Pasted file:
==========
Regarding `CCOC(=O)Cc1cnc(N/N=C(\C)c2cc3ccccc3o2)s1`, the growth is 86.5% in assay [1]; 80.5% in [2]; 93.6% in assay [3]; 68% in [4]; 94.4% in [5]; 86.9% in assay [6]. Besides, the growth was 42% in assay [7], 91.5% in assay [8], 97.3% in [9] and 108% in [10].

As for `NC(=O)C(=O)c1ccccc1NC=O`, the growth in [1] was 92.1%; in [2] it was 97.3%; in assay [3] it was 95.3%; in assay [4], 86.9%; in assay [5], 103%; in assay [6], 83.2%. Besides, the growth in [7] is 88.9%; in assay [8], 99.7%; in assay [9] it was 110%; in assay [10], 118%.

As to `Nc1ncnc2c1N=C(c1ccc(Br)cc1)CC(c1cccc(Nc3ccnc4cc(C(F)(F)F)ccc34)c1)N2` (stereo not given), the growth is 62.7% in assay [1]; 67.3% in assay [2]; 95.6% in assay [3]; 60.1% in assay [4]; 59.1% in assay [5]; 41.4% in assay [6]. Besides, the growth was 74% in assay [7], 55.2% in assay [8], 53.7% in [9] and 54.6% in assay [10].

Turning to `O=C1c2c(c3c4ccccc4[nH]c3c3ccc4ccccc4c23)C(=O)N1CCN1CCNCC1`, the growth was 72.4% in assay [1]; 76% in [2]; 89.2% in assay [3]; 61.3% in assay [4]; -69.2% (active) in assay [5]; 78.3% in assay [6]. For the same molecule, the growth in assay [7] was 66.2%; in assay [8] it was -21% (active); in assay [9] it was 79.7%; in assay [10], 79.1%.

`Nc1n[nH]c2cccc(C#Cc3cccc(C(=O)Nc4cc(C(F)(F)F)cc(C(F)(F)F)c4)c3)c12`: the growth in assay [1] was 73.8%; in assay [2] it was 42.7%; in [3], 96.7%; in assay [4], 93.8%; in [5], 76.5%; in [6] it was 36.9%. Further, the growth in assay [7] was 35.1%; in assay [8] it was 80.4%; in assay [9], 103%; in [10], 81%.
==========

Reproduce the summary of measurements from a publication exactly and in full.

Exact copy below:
Regarding `CCOC(=O)Cc1cnc(N/N=C(\C)c2cc3ccccc3o2)s1`, the growth is 86.5% in assay [1]; 80.5% in [2]; 93.6% in assay [3]; 68% in [4]; 94.4% in [5]; 86.9% in assay [6]. Besides, the growth was 42% in assay [7], 91.5% in assay [8], 97.3% in [9] and 108% in [10].

As for `NC(=O)C(=O)c1ccccc1NC=O`, the growth in [1] was 92.1%; in [2] it was 97.3%; in assay [3] it was 95.3%; in assay [4], 86.9%; in assay [5], 103%; in assay [6], 83.2%. Besides, the growth in [7] is 88.9%; in assay [8], 99.7%; in assay [9] it was 110%; in assay [10], 118%.

As to `Nc1ncnc2c1N=C(c1ccc(Br)cc1)CC(c1cccc(Nc3ccnc4cc(C(F)(F)F)ccc34)c1)N2` (stereo not given), the growth is 62.7% in assay [1]; 67.3% in assay [2]; 95.6% in assay [3]; 60.1% in assay [4]; 59.1% in assay [5]; 41.4% in assay [6]. Besides, the growth was 74% in assay [7], 55.2% in assay [8], 53.7% in [9] and 54.6% in assay [10].

Turning to `O=C1c2c(c3c4ccccc4[nH]c3c3ccc4ccccc4c23)C(=O)N1CCN1CCNCC1`, the growth was 72.4% in assay [1]; 76% in [2]; 89.2% in assay [3]; 61.3% in assay [4]; -69.2% (active) in assay [5]; 78.3% in assay [6]. For the same molecule, the growth in assay [7] was 66.2%; in assay [8] it was -21% (active); in assay [9] it was 79.7%; in assay [10], 79.1%.

`Nc1n[nH]c2cccc(C#Cc3cccc(C(=O)Nc4cc(C(F)(F)F)cc(C(F)(F)F)c4)c3)c12`: the growth in assay [1] was 73.8%; in assay [2] it was 42.7%; in [3], 96.7%; in assay [4], 93.8%; in [5], 76.5%; in [6] it was 36.9%. Further, the growth in assay [7] was 35.1%; in assay [8] it was 80.4%; in assay [9], 103%; in [10], 81%.